You. Must. Be. Joking. Are you suggesting I work my ass off to be paid in travel and food? Again, this is so far from sustainable and can only really work if you are living with parents and not having to pay a penny in rent or bills. Even then, you better hope they are paying for (in my case) your phone bill, your contact lenses, your gym membership, your Spotify, and so on.

Jodie breaks it down real nicely here,

Click through to read the entire thread as Jodie breaks down key aspects of this idea

I don’t think it’s such a common practice for other industries to try and ask people to work for free or just expenses.

Your health is a priority

Everything I’ve mentioned so far is unsustainable and only now are we to talk about our health. Believe me, it should be your priority. Your physical health might take a backseat but your sanity should remain №1.

During my time in Uni I was working retail and also working (free and paid) in Photography. At GRM Daily I was managing social media platforms, contributing written content, and attend gigs to photograph them. I helped run Glitch Artists Collective whilst it grew to 50,000+ members. I carried out freelance Photography and Design work for the likes of Manga Saint Hilare, [NOTHING], KwolleM, and more. I contributed to Complex UK, Mad Good Music, and more.

Did I even consider my health in that time? Not once.

Don’t do the same! It’s all too easy to over work yourself by having so many high priority tasks simultaneously. I reached a point of not being able to maintain that level of work, that way of living. For a while during University, my days would be like this:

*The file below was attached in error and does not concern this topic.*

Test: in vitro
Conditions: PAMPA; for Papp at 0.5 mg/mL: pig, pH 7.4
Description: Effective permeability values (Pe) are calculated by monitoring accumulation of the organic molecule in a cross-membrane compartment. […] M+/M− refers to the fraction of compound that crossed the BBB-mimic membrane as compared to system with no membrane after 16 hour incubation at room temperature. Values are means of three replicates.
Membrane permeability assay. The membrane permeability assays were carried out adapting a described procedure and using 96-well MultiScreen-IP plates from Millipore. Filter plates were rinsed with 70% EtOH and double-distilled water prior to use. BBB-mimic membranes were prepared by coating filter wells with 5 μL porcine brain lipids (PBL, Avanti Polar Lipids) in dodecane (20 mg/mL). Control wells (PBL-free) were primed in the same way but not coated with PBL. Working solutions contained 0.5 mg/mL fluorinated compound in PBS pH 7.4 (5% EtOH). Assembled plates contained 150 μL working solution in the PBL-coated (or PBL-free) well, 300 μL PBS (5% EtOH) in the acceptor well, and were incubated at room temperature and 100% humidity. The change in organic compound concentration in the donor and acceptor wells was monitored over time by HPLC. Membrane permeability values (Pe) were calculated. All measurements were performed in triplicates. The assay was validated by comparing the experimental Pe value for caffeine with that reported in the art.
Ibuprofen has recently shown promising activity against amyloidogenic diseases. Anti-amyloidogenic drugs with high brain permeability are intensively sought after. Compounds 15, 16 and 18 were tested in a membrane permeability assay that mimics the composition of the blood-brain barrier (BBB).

• 6am — 11am: delivery shift at work and the first two hours of opening,
  • 12pm — 4pm: University, maybe a lecture and seminar or getting University work done
  • 5pm — 8pm: close-down shift at work, we’d usually be there an hour after closing
  • 9pm/10pm — 1am: at a music event taking photographs and editing them on the bus home to send them as I got into bed. If I wasn’t attending an event, this time would be spent on University projects, personal projects, etc.

The above example was during 2nd year (Sep 2013 — June 2014). The worst it might have got was the beginning of Sep 2014 to the end of 2014. On the days I was not at Uni, I would be working a 10am — close shift at work. At this new store we closed at 10pm but we could often be there at midnight. (I was in charge of the women’s footwear department and memorised all of the stock numbers, new everything in stock, etc. The stress got so ridiculous I had to leave the job.) These times my diet was atrocious and I’d literally just go home and go out after that for drinks.

This is not sustainable.

So, let me conclude! We do all have to start somewhere but at some point you absolutely have to break the cycle. When you break the cycle is entirely on you, as it varies drastically from person-to-person. But, once you are comfortable with your workload and you have confidence in your product/service, then charge! Do not settle for less unless you are absolutely certain that you stand to gain far more than the money can provide.

Love and Peace,